The penguins lie in orderly, evenly spaced rows, wings splayed, their trademark glossy blue plumage dulled by sand. There are 183 in all, carefully collected by local people, laid out and photographed for later investigation. The birds were found at Ninety Mile Beach last week, just the latest in a phenomenon of dead penguins washing up on New Zealand’s beaches in huge numbers.
The kororā, also known as little blue penguins, are the world’s smallest penguin, and are native to New Zealand. They have been a common sight on northern coastlines, seen hopping up the dunes at dusk with their characteristic, slightly stooped waddle, however the Department of Conservation (DoC) classes their population as “at-risk, declining”.
Their deaths have shocked and bewildered locals, who in recent months have found hundreds washed ashore and decaying on the beaches in the North Island. The 183 at Ninety Mile Beach came the same week that more than 100 were found dumped and decaying at the nearby Cable Bay. Local residents photographed another dead flock of 109 at Ninety Mile Beach the close of May, a resident found 40 at Tokerau Beach, also in the Northland region, in mid-May. The DoC has other reports of at least 20 dying on the same beach at the start of the month.
In Northland social media groups, locals discuss the deaths with a growing sense of distress and alarm – are the birds being caught and dumped by fishermen? Is there something in the water? Have they caught some new kind of disease, like avian malaria?
Graham Taylor, a DoC principal science adviser who studies sea birds, believes more than 500 penguins have washed up since the start of May 2022, and that the figure may be approaching 1,000. It is impossible to give an accurate number, mainly because some are found and buried by people, he says.
Earlier in the year, he says, scientists from the Ministry of Primary Industries decided to test some of the dead birds in case a new virus or disease was sweeping through the colonies. They looked for infections and toxins. They concluded that the birds were starving to death.
“All of the bodies were found to be super underweight. These birds should be around 800 to 1,000 grams, but they were way down around half that weight,” Taylor says. “There was just no body fat on them, there was hardly any muscle to show. When they get to that stage of emaciation, they can’t dive.” Eventually, the birds simply die – of starvation or hypothermia from the lack of blubber to keep them warm.
The DoC believes Kororā are not starving because of overfishing. Rather, climate change was creating waters too hot for the fish they feed on. Data released last year saw the hottest ocean temperatures in recorded history, the sixth consecutive year that this record has been broken. In New Zealand, that has combined with a La Nina weather conditions to create marine heatwaves. As waters warm, the small fish that kororā eat go deeper in search of cooler waters, or leave the area entirely.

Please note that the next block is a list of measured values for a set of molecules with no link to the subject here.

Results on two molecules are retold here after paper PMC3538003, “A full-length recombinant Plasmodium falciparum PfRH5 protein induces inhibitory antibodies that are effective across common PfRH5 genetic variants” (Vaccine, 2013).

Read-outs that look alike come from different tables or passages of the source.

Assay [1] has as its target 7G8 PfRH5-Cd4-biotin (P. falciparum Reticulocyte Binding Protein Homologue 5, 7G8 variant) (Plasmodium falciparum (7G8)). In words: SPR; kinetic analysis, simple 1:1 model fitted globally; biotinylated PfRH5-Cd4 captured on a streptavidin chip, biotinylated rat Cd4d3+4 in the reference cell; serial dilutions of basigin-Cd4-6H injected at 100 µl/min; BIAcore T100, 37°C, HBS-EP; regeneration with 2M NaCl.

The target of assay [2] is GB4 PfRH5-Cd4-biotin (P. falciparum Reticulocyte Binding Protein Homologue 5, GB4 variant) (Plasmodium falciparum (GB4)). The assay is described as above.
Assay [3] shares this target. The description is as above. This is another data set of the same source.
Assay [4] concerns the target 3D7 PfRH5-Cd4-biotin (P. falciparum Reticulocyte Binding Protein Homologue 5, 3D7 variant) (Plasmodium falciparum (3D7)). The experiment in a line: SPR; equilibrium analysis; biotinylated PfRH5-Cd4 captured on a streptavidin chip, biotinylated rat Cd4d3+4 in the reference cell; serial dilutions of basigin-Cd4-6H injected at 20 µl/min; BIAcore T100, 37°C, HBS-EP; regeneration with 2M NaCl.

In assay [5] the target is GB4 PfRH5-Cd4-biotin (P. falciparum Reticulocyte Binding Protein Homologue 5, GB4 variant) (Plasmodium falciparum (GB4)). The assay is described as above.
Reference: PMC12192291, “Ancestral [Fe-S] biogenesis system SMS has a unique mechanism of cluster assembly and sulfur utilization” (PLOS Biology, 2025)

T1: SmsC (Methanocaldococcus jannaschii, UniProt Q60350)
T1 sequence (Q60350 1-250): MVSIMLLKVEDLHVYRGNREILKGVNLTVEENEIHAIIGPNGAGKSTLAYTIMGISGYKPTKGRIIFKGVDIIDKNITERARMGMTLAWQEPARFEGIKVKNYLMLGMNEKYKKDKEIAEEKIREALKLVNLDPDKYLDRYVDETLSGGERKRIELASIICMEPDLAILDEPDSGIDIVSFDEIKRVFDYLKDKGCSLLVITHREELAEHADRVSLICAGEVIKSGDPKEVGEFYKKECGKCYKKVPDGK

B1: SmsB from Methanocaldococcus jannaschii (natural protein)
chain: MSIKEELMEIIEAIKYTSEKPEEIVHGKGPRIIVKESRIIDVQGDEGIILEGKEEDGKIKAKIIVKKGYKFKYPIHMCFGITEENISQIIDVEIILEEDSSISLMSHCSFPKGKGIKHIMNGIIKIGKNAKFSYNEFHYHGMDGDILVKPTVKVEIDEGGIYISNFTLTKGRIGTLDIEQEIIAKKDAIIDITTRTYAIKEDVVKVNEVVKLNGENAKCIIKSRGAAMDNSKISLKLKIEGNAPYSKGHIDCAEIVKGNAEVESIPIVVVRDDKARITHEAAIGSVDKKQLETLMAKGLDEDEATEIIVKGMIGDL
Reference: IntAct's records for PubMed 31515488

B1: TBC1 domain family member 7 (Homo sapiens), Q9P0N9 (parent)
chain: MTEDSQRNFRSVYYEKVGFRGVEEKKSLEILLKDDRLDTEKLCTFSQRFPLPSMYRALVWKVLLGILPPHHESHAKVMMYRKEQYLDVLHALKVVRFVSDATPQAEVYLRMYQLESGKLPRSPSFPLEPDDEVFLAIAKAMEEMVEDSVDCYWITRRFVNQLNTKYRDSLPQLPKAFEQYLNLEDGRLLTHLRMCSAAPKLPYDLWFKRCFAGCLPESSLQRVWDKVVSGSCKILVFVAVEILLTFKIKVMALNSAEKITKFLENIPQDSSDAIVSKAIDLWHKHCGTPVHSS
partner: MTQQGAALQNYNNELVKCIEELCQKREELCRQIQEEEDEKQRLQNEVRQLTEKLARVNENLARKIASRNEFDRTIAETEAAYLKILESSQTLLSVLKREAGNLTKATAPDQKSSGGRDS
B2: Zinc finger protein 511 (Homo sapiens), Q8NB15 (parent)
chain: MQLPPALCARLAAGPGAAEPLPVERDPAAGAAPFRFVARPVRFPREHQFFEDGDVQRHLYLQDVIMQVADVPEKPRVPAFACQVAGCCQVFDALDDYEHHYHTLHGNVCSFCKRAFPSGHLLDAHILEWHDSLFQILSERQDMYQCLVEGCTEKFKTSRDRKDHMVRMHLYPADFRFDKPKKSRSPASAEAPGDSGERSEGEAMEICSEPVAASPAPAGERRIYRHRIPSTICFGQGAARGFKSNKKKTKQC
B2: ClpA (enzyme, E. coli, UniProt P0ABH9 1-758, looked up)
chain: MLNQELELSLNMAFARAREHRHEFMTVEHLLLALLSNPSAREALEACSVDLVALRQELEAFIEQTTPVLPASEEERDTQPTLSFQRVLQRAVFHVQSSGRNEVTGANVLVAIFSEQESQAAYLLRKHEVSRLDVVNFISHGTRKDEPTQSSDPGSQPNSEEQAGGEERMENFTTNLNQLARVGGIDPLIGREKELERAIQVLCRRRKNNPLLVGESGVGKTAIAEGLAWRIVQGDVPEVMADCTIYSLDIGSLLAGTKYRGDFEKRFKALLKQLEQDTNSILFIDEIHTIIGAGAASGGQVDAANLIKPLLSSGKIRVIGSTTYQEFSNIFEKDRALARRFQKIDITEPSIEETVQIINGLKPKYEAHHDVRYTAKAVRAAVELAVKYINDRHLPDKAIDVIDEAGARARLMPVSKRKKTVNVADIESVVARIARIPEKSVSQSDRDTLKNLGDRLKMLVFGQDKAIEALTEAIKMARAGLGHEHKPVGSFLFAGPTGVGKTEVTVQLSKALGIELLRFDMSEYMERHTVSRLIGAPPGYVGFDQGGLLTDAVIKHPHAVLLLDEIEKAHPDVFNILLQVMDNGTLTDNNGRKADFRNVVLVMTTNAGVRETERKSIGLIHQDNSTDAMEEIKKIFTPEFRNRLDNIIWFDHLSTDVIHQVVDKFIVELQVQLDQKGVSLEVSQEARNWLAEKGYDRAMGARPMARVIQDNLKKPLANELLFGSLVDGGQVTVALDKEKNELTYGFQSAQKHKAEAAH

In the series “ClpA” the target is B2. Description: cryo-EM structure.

“This little species [of penguin] can dive down to 20 or 30 metres routinely, but it’s not that good at diving a lot deeper than that,” Taylor says. Hot water temperatures through winter had likely kept the fish out of reach.
Mass deaths of sea birds are not unheard of historically: severe storms, heatwaves or weather events can result in birds washing ashore in the tens or hundreds. What has changed, Taylor says, is the frequency. Previously, deaths in these numbers would occur maybe once a decade. Over the past 10 years, he says there have been at least three mass-death years, and their frequency was increasing.
Ian Armitage, a councillor for Birds New Zealand, which runs beach patrols to monitor dead sea-bird numbers, says the number of penguins found this year has been unusually high, particularly in the far north. Recent storms and high water temperatures mean he expects more mass deaths. “This event is probably not over and will continue through the winter,” Armitage says. “Many more little penguins found.”
As human-driven climate change continues to heat the globe and its oceans, eventually, the species could be wiped out in warmer North Island regions. “As you start seeing it happen regularly like this, then there’s really not much chance for the birds to recover between the events, and rebuild the numbers again,” Taylor says.
In the South’s colder waters, he says, populations are still doing well. “But the northern population are definitely in a very poor state. And when we get summer events like this happening at the frequency that’s been happening in the past 10 years, they really will be under pressure to be able to survive.”